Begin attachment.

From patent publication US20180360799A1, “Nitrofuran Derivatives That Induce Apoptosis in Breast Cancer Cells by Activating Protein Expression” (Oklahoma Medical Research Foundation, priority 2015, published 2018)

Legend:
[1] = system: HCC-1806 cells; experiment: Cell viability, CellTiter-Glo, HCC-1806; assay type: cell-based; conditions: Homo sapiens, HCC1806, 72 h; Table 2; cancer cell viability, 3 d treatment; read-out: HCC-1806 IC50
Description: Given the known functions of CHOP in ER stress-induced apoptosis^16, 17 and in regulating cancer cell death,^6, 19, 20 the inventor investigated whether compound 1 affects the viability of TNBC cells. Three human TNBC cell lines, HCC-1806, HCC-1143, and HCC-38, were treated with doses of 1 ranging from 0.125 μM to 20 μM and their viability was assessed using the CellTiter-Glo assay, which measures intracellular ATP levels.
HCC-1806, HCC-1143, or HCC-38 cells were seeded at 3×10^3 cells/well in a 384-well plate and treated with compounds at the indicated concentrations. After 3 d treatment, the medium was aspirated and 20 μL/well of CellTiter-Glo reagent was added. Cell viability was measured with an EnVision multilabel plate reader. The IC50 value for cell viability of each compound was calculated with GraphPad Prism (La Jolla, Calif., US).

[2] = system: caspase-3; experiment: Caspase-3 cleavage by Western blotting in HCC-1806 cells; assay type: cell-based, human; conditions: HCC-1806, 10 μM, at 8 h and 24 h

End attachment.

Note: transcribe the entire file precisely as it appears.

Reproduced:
From patent publication US20180360799A1, “Nitrofuran Derivatives That Induce Apoptosis in Breast Cancer Cells by Activating Protein Expression” (Oklahoma Medical Research Foundation, priority 2015, published 2018)

Legend:
[1] = system: HCC-1806 cells; experiment: Cell viability, CellTiter-Glo, HCC-1806; assay type: cell-based; conditions: Homo sapiens, HCC1806, 72 h; Table 2; cancer cell viability, 3 d treatment; read-out: HCC-1806 IC50
Description: Given the known functions of CHOP in ER stress-induced apoptosis^16, 17 and in regulating cancer cell death,^6, 19, 20 the inventor investigated whether compound 1 affects the viability of TNBC cells. Three human TNBC cell lines, HCC-1806, HCC-1143, and HCC-38, were treated with doses of 1 ranging from 0.125 μM to 20 μM and their viability was assessed using the CellTiter-Glo assay, which measures intracellular ATP levels.
HCC-1806, HCC-1143, or HCC-38 cells were seeded at 3×10^3 cells/well in a 384-well plate and treated with compounds at the indicated concentrations. After 3 d treatment, the medium was aspirated and 20 μL/well of CellTiter-Glo reagent was added. Cell viability was measured with an EnVision multilabel plate reader. The IC50 value for cell viability of each compound was calculated with GraphPad Prism (La Jolla, Calif., US).

[2] = system: caspase-3; experiment: Caspase-3 cleavage by Western blotting in HCC-1806 cells; assay type: cell-based, human; conditions: HCC-1806, 10 μM, at 8 h and 24 h